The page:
10 things developers should know about customer experience

I regularly moderate round tables on topics of interest to CIO’s. These are closed-door sessions and participants are screened to allow us to have a frank, peer to peer discussion about critical topics. The sessions are sponsored, but the rules are clear – sponsors are expected to send a real expert in the topic and no sales pitches are allowed.

In July, I held what proved to be a very popular session on Customer Web Experience with Akamai as the sponsor. It provided Ravi Mairi, their vice- president of Web experience products who was indeed a expert in this area.

Partway through the session one of the CIO’s said he expected his development team to be able to tell good user experience from bad user experience.   A number of us challenged him on this – we all have talented design and technical teams, but do they really know good user experience from bad?  

I thought we should tell the team in no uncertain terms what we as CIO’s thought separated good user experience from bad user experience.   It’s an area where we have a lot of expertise.   I thought, ‘What would we send as a note to our team?’ And here’s what came out.

To: Web Development Team

From:   CIO

Subject: Customer Web Experience

I was at a session today with a number of my peers and we hashed out what we thought was good and bad experience for our customers who encounter us on the Web. Here are 10 things I want you think about. There are five things I like and five things I despise.

Five things I like:

  1. A great site is simple and intuitive. That may sound obvious, but if it is, why are so many sites just the exact opposite? I want a site that can “read my mind”.   I don’t want us to talk about OUR products or US.   I want us to talk about what our customers want and need.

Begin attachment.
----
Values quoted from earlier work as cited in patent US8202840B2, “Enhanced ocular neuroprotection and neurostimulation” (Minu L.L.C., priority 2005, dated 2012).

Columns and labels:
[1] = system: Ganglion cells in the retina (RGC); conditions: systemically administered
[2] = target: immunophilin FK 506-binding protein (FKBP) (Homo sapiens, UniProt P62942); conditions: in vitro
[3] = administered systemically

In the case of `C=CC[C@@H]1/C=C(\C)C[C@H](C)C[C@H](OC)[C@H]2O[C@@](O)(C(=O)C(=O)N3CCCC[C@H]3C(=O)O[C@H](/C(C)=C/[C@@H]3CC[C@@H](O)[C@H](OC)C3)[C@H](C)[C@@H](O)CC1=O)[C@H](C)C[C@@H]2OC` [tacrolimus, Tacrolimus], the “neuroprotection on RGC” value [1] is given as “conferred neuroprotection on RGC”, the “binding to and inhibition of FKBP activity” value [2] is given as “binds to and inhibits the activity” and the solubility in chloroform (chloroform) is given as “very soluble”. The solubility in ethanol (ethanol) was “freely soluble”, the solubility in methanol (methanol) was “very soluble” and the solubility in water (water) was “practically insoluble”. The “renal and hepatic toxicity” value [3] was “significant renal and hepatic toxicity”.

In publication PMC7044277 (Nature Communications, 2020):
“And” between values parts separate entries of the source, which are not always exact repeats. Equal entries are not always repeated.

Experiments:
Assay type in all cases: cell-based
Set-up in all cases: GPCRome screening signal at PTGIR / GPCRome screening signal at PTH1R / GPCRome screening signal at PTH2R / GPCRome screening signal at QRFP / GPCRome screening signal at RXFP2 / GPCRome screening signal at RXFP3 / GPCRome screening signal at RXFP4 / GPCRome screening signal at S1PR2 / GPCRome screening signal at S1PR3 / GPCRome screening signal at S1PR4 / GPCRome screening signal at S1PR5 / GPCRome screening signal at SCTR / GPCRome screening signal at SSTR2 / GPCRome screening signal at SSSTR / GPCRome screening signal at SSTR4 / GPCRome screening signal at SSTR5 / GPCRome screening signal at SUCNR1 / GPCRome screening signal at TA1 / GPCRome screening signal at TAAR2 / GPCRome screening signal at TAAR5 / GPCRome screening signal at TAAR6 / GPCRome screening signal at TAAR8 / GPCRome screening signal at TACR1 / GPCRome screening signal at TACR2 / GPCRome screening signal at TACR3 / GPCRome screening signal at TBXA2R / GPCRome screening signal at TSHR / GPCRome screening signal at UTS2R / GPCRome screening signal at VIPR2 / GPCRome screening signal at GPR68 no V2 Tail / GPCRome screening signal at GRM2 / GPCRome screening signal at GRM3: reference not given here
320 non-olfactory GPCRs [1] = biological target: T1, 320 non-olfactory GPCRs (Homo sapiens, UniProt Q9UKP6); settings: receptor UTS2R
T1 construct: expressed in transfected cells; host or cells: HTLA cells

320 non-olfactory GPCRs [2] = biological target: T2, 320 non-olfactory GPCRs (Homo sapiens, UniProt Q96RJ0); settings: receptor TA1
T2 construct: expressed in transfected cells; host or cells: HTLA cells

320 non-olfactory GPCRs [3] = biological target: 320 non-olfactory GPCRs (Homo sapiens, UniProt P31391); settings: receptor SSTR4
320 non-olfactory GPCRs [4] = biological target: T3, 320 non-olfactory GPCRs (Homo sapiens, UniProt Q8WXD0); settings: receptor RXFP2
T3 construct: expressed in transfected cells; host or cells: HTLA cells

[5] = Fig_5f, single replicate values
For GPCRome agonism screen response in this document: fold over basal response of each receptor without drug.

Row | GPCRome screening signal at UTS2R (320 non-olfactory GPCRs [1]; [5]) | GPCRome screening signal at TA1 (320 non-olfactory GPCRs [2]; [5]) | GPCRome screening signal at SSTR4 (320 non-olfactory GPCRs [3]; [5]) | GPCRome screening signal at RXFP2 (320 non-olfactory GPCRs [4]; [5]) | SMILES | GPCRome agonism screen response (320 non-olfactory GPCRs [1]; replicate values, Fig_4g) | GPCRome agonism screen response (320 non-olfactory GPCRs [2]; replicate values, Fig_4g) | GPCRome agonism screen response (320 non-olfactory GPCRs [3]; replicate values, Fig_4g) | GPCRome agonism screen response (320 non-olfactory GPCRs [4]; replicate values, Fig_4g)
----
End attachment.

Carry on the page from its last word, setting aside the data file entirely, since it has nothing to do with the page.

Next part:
2. Have as few clicks to get to information as humanly possible. If you design this site right, it will never take me more than three clicks to get where I want to go.
  3. The content must be targeted, relevant and brief. Tom Petty said it best. “Don’t bore us, get to the chorus.” If it works for a great songwriter, it will work for you. Save me the blah, blah, blah and the corporate speak. Give me the information I need – quickly.
  4. Site search – Forget Google search, what about your site search? I expect to be able to find what I want using your site search. And I don’t always call things what you do.
  5. Offer me real help when I need it. I don’t want to be imposed on, but when I do have a question, offer me help. I love it when I can do a live chat when I want to. At the very least, have some way I can contact you to ask a question.   My time is valuable. When I need the answer, I need it now.


Five things I despise – and if you have them, I will leave your site and I’m not coming back.

  1. Pop-up surveys – Just say no. I do. Hey – here’s the straight facts. We don’t want to fill these in. And even if I wanted to help you out, I often don’t know what to say. Here’s a tip. Look at what I DO not what I say. Monitor my behaviour.
  2. Do not disable the back button – If the only thing that’s holding me on your site is that you’ve made it inconvenient for me to go back where I was, I am gone. While I’m typing that url or going to my history to find where I want to go back, I’m closing your site – for good.
  3. Mobile sites with reduced features – Really make me crazy. Look – I work on my phone, my tablet and my laptop.   I want to be able to negotiate and find what I want no matter what device I’m using. If I found it on my lap top in the morning, I want to be able to check it out at night when I’m watching my kid’s soccer game.
  4. Multiple menus – Just give me one menu, please. Multiple menus make me crazy. Is your site too big for that? Simplify.
  5. Don’t make me log in – I get it. You want me to identify myself. But I have enough passwords to manage and enough places that require a log in. Don’t ask me to log in unless it’s absolutely necessary. I want my personal information to be protected but other than that, I don’t want to have to login for your convenience.

Keep these in mind and I’ll like our site better – I bet our customers will too.

How about you? What would you add to this? Love to hear from you.


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Jim Love, Chief Content Officer, IT World Canada
Jim Love
Jim Love
I've been in IT and business for over 30 years. I worked my way up, literally from the mail room and I've done every job from mail clerk to CEO. Today I'm CIO and Chief Digital Officer of IT World Canada - Canada's leader in ICT publishing and digital marketing.

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